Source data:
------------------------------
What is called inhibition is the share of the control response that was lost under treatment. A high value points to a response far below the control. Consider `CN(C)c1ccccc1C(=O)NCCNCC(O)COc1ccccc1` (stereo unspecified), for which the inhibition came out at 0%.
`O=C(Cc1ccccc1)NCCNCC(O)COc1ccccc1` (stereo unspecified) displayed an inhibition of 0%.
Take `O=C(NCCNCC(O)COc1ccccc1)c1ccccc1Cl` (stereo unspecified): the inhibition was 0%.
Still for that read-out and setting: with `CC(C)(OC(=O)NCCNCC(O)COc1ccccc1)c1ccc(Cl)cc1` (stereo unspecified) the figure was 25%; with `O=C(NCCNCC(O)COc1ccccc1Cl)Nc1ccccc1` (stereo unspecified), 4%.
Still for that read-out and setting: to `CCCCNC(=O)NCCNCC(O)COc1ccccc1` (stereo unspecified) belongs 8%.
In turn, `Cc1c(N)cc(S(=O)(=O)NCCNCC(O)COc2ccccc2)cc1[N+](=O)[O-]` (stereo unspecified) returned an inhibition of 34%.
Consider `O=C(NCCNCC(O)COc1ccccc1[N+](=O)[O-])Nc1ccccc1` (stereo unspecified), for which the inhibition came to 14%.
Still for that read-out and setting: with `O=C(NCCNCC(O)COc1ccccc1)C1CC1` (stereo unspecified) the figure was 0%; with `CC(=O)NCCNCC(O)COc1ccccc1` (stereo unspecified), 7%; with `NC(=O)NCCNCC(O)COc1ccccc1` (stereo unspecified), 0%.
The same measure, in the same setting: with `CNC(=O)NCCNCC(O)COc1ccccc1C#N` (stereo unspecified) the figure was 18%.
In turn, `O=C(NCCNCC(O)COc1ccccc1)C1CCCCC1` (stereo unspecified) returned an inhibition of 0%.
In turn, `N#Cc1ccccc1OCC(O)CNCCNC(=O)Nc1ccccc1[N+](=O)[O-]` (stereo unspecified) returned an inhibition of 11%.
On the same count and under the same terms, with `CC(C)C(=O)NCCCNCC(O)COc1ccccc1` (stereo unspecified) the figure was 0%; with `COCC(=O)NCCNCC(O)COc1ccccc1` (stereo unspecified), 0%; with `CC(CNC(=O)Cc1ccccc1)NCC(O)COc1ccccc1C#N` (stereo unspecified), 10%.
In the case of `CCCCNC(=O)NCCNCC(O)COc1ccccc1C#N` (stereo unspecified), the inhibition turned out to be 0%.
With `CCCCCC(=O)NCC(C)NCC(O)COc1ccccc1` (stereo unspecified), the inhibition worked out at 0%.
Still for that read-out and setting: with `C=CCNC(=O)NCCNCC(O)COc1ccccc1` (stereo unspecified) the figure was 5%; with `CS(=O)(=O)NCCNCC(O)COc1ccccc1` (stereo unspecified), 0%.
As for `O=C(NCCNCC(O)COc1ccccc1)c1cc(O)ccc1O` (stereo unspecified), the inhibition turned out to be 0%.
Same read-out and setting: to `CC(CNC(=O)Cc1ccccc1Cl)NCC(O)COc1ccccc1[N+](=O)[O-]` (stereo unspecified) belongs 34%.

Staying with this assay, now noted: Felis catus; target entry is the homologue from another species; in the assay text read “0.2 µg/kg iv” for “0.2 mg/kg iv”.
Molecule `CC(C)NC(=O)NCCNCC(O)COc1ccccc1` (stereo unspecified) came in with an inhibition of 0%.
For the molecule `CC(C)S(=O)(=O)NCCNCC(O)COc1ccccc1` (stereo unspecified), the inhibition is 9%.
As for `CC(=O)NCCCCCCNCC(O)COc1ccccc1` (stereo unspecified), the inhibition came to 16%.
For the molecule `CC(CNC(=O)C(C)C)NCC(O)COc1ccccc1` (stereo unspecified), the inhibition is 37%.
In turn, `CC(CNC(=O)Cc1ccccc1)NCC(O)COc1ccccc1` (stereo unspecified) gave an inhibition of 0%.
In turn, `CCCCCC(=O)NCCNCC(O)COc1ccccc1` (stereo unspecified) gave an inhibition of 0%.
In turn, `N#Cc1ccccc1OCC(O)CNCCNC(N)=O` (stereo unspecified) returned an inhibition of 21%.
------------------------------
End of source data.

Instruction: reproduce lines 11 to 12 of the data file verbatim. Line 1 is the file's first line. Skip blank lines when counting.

In turn, `N#Cc1ccccc1OCC(O)CNCCNC(=O)Nc1ccccc1[N+](=O)[O-]` (stereo unspecified) returned an inhibition of 11%.
On the same count and under the same terms, with `CC(C)C(=O)NCCCNCC(O)COc1ccccc1` (stereo unspecified) the figure was 0%; with `COCC(=O)NCCNCC(O)COc1ccccc1` (stereo unspecified), 0%; with `CC(CNC(=O)Cc1ccccc1)NCC(O)COc1ccccc1C#N` (stereo unspecified), 10%.